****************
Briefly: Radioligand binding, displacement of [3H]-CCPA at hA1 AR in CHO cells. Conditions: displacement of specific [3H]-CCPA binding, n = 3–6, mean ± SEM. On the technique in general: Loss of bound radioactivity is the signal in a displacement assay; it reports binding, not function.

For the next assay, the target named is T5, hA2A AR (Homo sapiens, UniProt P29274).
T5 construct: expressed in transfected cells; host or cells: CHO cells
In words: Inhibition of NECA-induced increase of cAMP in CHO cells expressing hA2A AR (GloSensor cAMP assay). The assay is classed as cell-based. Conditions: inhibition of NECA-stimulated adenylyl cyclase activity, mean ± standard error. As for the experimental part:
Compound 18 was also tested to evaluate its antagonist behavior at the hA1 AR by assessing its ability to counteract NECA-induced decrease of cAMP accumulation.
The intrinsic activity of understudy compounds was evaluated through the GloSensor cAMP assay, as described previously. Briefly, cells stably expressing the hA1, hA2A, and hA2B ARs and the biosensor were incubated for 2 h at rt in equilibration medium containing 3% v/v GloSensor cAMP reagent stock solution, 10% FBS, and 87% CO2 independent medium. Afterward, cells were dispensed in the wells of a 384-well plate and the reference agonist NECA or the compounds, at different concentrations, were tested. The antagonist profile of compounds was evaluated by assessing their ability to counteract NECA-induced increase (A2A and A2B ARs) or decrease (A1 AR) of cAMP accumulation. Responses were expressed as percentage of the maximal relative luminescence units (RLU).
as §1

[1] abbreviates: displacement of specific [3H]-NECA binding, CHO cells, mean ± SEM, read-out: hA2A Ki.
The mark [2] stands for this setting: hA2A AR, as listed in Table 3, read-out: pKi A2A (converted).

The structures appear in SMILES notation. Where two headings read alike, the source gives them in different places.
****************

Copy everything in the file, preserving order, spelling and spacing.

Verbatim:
Briefly: Radioligand binding, displacement of [3H]-CCPA at hA1 AR in CHO cells. Conditions: displacement of specific [3H]-CCPA binding, n = 3–6, mean ± SEM. On the technique in general: Loss of bound radioactivity is the signal in a displacement assay; it reports binding, not function.

For the next assay, the target named is T5, hA2A AR (Homo sapiens, UniProt P29274).
T5 construct: expressed in transfected cells; host or cells: CHO cells
In words: Inhibition of NECA-induced increase of cAMP in CHO cells expressing hA2A AR (GloSensor cAMP assay). The assay is classed as cell-based. Conditions: inhibition of NECA-stimulated adenylyl cyclase activity, mean ± standard error. As for the experimental part:
Compound 18 was also tested to evaluate its antagonist behavior at the hA1 AR by assessing its ability to counteract NECA-induced decrease of cAMP accumulation.
The intrinsic activity of understudy compounds was evaluated through the GloSensor cAMP assay, as described previously. Briefly, cells stably expressing the hA1, hA2A, and hA2B ARs and the biosensor were incubated for 2 h at rt in equilibration medium containing 3% v/v GloSensor cAMP reagent stock solution, 10% FBS, and 87% CO2 independent medium. Afterward, cells were dispensed in the wells of a 384-well plate and the reference agonist NECA or the compounds, at different concentrations, were tested. The antagonist profile of compounds was evaluated by assessing their ability to counteract NECA-induced increase (A2A and A2B ARs) or decrease (A1 AR) of cAMP accumulation. Responses were expressed as percentage of the maximal relative luminescence units (RLU).
as §1

[1] abbreviates: displacement of specific [3H]-NECA binding, CHO cells, mean ± SEM, read-out: hA2A Ki.
The mark [2] stands for this setting: hA2A AR, as listed in Table 3, read-out: pKi A2A (converted).

The structures appear in SMILES notation. Where two headings read alike, the source gives them in different places.